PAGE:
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Baltimore in the 1960s is the setting for this historical fiction about a real-life unsolved drowning.

In her most ambitious work to date, Lippman (Sunburn, 2018, etc.) tells the story of Maddie Schwartz, an attractive 37-year-old Jewish housewife who abruptly leaves her husband and son to pursue a long-held ambition to be a journalist, and Cleo Sherwood, an African-American cocktail waitress about whom little is known. Sherwood's body was found in a lake in a city park months after she disappeared, and while no one else seems to care enough to investigate, Maddie becomes obsessed—partly due to certain similarities she perceives between her life and Cleo's, partly due to her faith in her own detective skills. The story unfolds from Maddie's point of view as well as that of Cleo's ghost, who seems to be watching from behind the scenes, commenting acerbically on Maddie's nosing around like a bull in a china shop after getting a job at one of the city papers. Added to these are a chorus of Baltimore characters who make vivid one-time appearances: a jewelry store clerk, an about-to-be-murdered schoolgirl, "Mr. Helpline," a bartender, a political operative, a waitress, a Baltimore Oriole, the first African-American female policewoman (these last two are based on real people), and many more. Maddie's ambition propels her forward despite the cost to others, including the family of the deceased and her own secret lover, a black policeman. Lippman's high-def depiction of 1960s Baltimore and the atmosphere of the newsroom at that time—she interviewed associates of her father, Baltimore Sun journalist Theo Lippman Jr., for the details—ground the book in fascinating historical fact.The literary gambit she balances atop that foundation—the collage of voices—works impressively, showcasing the author's gift for rhythms of speech. The story is bigger than the crime, and the crime is bigger than its solution, making Lippman's skill as a mystery novelist work as icing on the cake.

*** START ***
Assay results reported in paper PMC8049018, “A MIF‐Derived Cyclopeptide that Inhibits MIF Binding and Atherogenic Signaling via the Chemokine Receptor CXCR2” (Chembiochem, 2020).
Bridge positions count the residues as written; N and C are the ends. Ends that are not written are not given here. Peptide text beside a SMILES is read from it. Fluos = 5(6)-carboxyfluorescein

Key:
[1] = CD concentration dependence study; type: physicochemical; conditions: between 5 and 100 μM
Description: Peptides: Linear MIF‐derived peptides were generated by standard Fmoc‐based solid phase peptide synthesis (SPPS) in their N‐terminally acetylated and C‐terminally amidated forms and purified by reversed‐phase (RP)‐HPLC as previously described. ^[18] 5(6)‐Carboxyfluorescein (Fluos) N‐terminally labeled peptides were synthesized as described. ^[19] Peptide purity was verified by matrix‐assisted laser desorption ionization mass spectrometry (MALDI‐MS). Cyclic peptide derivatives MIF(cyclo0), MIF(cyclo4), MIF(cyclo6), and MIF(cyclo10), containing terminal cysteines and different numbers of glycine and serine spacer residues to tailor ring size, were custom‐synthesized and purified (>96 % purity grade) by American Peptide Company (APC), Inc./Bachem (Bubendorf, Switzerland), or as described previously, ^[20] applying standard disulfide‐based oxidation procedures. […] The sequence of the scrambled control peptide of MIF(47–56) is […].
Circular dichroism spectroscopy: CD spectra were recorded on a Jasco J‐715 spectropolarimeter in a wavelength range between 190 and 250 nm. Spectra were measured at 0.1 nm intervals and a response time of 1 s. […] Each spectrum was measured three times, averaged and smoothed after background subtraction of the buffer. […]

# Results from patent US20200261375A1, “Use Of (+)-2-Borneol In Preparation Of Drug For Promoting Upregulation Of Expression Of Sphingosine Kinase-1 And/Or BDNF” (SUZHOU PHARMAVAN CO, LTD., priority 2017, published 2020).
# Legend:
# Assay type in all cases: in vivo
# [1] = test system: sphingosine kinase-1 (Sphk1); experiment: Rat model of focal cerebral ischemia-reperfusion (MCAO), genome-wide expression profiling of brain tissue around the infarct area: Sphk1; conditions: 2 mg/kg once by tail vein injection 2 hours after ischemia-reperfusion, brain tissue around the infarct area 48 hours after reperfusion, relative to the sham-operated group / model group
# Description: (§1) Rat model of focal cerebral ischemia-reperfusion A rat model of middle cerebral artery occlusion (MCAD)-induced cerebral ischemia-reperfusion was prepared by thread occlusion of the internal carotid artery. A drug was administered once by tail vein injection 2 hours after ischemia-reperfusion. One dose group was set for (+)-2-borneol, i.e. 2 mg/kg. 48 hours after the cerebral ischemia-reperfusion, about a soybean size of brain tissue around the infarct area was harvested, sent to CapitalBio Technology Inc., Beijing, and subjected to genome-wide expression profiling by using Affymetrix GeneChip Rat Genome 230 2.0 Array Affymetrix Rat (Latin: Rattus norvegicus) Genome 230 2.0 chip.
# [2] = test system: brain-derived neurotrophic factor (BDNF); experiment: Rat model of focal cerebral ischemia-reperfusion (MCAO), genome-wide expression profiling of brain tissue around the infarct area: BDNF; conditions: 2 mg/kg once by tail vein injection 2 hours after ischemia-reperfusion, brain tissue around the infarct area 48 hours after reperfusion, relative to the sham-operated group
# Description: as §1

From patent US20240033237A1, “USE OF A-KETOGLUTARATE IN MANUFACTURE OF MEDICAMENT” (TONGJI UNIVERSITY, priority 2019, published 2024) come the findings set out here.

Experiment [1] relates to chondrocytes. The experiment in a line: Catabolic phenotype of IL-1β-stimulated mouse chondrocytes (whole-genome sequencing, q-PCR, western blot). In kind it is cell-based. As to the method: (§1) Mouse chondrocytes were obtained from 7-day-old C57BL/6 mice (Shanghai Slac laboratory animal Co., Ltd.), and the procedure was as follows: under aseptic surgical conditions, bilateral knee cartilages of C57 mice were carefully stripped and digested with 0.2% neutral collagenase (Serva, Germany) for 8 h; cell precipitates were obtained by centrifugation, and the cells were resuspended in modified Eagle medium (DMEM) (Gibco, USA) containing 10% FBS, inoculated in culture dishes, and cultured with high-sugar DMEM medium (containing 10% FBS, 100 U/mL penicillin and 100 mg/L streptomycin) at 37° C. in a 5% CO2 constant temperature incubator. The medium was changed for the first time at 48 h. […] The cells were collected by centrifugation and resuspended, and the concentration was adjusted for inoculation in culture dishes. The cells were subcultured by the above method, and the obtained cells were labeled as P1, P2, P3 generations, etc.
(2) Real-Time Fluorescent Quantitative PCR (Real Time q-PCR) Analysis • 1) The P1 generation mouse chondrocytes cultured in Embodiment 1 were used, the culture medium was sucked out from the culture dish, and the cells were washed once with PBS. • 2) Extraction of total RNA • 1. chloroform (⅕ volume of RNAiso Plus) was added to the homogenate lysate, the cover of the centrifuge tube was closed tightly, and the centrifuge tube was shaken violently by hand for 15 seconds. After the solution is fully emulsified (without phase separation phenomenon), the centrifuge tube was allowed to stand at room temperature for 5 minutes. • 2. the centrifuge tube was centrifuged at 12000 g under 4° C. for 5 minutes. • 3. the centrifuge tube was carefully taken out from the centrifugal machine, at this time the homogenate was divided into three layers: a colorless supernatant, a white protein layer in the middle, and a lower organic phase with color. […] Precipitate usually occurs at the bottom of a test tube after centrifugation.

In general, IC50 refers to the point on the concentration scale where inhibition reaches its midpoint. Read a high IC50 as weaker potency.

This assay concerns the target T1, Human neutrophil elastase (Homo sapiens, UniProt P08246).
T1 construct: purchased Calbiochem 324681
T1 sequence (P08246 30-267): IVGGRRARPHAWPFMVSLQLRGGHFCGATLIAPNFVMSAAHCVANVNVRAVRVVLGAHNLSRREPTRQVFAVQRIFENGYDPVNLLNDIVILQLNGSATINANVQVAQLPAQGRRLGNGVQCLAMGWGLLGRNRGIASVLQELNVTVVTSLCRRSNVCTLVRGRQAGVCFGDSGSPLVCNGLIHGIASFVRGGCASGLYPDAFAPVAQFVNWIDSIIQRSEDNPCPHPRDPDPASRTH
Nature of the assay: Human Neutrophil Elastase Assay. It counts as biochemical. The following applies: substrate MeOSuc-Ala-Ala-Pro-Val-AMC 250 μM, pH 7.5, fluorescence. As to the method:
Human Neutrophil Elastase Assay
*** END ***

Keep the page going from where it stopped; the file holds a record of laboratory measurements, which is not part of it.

The racism, classism, and sexism of 50 years ago wrapped up in a stylish, sexy, suspenseful period drama about a newsroom and the city it covers.

Pub Date: July 23, 2019

ISBN: 978-0-06-239001-1

Page Count: 352

Publisher: Morrow/HarperCollins

Review Posted Online: March 31, 2019

Kirkus Reviews Issue: April 15, 2019